There was a great mixture of films shown this year in Best of the Fest.  Of all of them I enjoyed Stephen Irwin's Moxie the most, it was awarded the Best British film. The film been travelling the world, though I havn't seen it yet. I  love the artful way Irwin uses loops, and  the bold way he cuts his shots together.  Will Anderson from ECA scooped the Best of the Fest, which is fantastic.  His film The Making of Long Bird had a really charming feel to it, though perhaps it didn't quite merit the long short form, I might have cut it up a bit myself.  It reminded me very much of Jim Le Fevre's ECA student film The Little Princesses Birthday Party from 1997.  

The Little Princesses Birthday Party by Jim Le Fevre, 1997
It was a treat to see Joseph Pierce's new film The Pub, his style is really unique and it lends itself to this study of a range of drunken public house visitors.  A live action performance underpins the work, and his actors are always spot on, with generous uncomfortable silences.  The amazing Vladimir Leschiov's new film Villa Antropoff was good to see there too, though it didn't have the mystery and calmness contained in his earlier films, and perhaps I missed that.

As a final thought, I noticed that there were no women's films in either the Best of the Fest audience votes or judges favourites, which was something that cropped up during a panel discussion that I was involved with for Best of the Fest ever a couple of years ago, I wrote a blog entry about that evening.  It's unsettling to notice that women's films are becoming less visible, or that there are less of them, or that they are just less popular.  I'd have to do some counting, but a quick scan of the programme reveals that women aren't making up half of films screened, visitors or judges at the moment.  Perhaps the best thing to do is get on and make my film in time for next year and make sure it's good.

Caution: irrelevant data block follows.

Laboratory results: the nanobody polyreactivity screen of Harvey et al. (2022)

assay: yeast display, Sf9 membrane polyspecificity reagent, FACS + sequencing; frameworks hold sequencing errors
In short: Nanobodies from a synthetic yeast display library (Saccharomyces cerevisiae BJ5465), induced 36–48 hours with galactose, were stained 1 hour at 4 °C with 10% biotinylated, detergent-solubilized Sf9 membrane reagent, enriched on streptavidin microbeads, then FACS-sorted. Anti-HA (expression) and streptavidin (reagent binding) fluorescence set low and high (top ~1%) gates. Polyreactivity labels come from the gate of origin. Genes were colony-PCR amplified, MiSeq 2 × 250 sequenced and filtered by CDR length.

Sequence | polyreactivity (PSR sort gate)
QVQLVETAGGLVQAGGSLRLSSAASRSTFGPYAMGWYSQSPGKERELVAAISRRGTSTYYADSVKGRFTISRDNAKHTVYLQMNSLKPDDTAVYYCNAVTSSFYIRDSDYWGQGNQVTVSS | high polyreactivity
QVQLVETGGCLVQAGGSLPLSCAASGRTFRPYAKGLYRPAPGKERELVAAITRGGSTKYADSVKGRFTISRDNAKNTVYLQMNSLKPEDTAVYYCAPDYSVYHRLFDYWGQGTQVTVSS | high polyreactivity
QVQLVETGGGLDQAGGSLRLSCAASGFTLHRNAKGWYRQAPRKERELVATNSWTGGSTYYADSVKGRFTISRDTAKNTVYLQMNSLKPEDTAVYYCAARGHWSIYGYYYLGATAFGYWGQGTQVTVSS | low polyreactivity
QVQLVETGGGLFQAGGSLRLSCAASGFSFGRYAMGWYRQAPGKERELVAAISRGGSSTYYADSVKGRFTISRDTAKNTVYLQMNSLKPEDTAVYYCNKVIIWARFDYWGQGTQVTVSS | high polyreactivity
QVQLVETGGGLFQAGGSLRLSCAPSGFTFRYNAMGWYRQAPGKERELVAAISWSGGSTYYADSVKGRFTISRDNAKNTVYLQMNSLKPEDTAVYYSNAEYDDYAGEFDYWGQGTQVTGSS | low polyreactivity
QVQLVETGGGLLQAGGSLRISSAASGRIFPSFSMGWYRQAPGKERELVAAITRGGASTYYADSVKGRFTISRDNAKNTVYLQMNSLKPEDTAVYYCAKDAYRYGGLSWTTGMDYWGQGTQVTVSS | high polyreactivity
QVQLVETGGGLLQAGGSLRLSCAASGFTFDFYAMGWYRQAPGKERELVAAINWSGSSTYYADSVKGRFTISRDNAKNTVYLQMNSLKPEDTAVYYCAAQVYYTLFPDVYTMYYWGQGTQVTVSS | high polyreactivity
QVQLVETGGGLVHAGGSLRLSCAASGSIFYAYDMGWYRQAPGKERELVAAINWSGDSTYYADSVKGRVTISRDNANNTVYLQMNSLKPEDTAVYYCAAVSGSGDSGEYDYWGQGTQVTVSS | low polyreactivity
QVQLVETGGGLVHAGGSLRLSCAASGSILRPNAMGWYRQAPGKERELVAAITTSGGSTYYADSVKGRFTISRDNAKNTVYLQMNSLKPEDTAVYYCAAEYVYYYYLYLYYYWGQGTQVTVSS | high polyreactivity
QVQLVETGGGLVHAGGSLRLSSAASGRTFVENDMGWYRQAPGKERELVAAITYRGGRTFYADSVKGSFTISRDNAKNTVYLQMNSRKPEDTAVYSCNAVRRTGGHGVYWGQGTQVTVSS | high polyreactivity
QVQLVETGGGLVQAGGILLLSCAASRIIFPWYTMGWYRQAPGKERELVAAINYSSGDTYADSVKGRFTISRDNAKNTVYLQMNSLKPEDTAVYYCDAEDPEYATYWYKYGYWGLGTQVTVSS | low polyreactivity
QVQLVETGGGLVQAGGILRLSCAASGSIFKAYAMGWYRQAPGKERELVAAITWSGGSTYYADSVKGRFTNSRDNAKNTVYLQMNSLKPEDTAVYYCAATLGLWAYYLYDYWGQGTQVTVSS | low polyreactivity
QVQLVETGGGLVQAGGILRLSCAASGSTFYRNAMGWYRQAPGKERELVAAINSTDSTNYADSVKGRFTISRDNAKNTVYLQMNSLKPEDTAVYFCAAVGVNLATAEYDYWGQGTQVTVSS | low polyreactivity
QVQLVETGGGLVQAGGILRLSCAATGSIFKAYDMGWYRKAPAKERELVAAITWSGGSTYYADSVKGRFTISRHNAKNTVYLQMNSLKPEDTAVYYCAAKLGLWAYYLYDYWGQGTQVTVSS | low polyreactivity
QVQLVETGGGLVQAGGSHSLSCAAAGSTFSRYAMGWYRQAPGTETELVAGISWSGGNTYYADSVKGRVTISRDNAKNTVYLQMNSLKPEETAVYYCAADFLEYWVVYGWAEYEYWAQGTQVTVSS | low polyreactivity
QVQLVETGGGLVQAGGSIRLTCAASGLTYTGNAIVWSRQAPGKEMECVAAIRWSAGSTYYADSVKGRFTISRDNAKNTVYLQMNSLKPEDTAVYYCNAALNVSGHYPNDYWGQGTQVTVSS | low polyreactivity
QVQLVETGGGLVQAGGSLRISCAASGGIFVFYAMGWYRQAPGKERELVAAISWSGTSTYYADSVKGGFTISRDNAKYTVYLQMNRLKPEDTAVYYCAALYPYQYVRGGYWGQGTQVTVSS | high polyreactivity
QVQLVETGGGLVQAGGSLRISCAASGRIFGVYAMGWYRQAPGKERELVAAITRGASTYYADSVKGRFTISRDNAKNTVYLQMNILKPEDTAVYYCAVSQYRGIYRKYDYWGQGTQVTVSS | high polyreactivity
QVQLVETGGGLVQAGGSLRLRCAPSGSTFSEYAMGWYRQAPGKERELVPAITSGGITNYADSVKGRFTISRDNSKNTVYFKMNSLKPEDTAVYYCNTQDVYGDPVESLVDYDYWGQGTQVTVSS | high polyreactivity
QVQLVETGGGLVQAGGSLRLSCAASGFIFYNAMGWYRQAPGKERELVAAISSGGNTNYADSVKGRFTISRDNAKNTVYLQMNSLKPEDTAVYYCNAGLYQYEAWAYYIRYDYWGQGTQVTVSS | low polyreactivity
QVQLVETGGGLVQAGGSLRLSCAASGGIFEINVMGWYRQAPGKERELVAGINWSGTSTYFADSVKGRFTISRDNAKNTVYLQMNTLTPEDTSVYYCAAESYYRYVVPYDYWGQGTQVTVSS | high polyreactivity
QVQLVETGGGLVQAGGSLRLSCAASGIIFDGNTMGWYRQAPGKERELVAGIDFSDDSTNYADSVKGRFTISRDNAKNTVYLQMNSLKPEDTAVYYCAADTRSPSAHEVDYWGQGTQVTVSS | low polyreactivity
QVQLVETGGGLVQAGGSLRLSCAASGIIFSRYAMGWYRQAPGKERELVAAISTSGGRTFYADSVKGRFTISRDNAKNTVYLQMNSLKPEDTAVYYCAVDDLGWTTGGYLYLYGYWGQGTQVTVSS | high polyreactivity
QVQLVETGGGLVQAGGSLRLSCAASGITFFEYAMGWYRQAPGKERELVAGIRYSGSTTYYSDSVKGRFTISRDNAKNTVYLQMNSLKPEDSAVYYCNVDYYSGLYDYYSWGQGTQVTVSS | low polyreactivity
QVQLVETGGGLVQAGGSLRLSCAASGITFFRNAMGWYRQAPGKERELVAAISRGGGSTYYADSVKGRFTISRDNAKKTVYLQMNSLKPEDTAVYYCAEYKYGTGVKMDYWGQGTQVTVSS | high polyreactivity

Tuesday, October 23, 2012

Dennis Franz

I found my portrait of Dennis amongst some older drawings, I've put him on the wall tiles for a bit, I listen to a lot of detective fiction on the radio in the studio, and he keeps me on track. If I could have a moustache (it may yet happen) it would be just like this one.

Light Music

At the weekend we made a too brief visit to see some of the projections and events from Filmaktion at the Tanks, Tate Modern.   Lis Rhodes' Light Music (1975) has been on for longer than the Filmaktion week, but it was a highlight for me. I love her brave and spare Dresden Dynamo from 1971, it's such an exciting work to show to students, so it was brilliant to enjoy the noisy and immersive Light Music for the first time.

My visitors

Having a studio in the house is nice, there's the fridge of course and then small visitors too, who put me to shame with their easy ways and quick ideas.

Monday, October 15, 2012

Nut the nut

These little fellas are a part of a home-made party game called Nut the nut. If you are interested in the rules you may contact me directly. They are made out of pistachio shells and it has fulfilled a long cherished ambition to make a little army of bugs out of nut shells.

Tuesday, October 02, 2012

Water Folk

Emily and I are hoping to work with extremely tiny beasties for our new project, here we are doing some research in the River Lea yesterday with scientist Malcolm Burrows.

Danbury Ring

A few weeks ago we visited the iron age hill fort Danbury Ring in Middle Wallop, a much loved family Sunday walk from many years ago.  The sunny autumn days need to be saved up and treasured.